It lures visitors with its stunning temples, sublime landscapes and time-warped traditional culture – but the considerable ethnic unrest still affecting parts of the country cannot be ignored.
So, is it ethical to visit? And, if you do, what’s the best way to make sure both you and your hosts get the most out of your time in the country?
Here, co-author of The Rough Guide to Myanmar Gavin Thomasshares what you need to know before a trip:
Most would-be visitors and overseas tour operators respected the call to stay out of the country until democracy returned.
Most alarming, however, is the long-running oppression of the Rohingya, a stateless Muslim people living in northwest Rakhine state, who are denied citizenship and almost all basic human rights.
Most Rohingya families have been living in the country since colonial times, but the government considers them illegal immigrants and insists they go “home” to Bangladesh. The Rohingya have been suffering staggering oppression for many years, although the situation has recently dramatically worsened, with thousands killed and many more displaced.
Any hopes that the Rohingya would find justice under the new NLD government have also been swiftly crushed. Aung San Suu Kyi’s own party appears as uninterested in their desperate plight as the previous military regime.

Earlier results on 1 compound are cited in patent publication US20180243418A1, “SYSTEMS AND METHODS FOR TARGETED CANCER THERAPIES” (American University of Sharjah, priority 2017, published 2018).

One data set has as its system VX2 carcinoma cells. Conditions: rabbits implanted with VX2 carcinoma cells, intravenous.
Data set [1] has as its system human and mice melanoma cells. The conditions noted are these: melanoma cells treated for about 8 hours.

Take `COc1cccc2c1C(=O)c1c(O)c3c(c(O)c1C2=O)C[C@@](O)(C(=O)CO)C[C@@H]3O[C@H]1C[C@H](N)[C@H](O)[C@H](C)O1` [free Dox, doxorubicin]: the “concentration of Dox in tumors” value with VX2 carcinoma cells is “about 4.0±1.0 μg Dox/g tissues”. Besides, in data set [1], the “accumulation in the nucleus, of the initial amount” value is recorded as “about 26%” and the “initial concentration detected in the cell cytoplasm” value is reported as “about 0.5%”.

Indeed the Rohingya might plausibly ask for a tourism boycott of the country to protest their brutal treatment under Aung San Suu Kyi – a savagely ironic turn of events, given the years she spent fighting against government oppression and human-rights abuses.
Meeting the famous ladies of the Kayan tribe in their ancestral heartlands around Loikaw is far more rewarding than the stage-managed “long-neck encounters” offered to tourists around Lake Inle. And, equally, while hiking around Kengtung in the far east you’ll likely see only a fraction of the visitors who tramp the congested tracks around Kalaw.
Remember, though, that if you venture off the beaten track you might be one of the first foreigners local people have ever seen. In this sense, you’ll be something of an ambassador for tourism, and any rudeness, meanness or cultural insensitivity on your part may create lasting bad impressions.
Always ask before taking photographs of people, and don’t push someone to talk about politics or their personal views – feelings are still raw after decades of repression. And remember that the Burmese are relatively conservative. They will probably be too polite to say anything, but many are offended by scantily dressed foreigners.
The Burmese are still profoundly Buddhist people as well. Dress and behave respectfully in temples, and don’t go clambering all over the ancient shrines in Bagan for the best sunset views.
Plastic waste is a rising problem (as it is throughout Asia) – you might prefer to take your own purifier rather than adding to the mountain of dead water bottles.
Electricity is precious too, with large part of the country still starved of power – turn the lights off when you leave.
Virtually all Burmese call the country Myanmar, although no one will mind if you prefer to call it Burma.
Top image © Bule Sky Studio/Shutterstock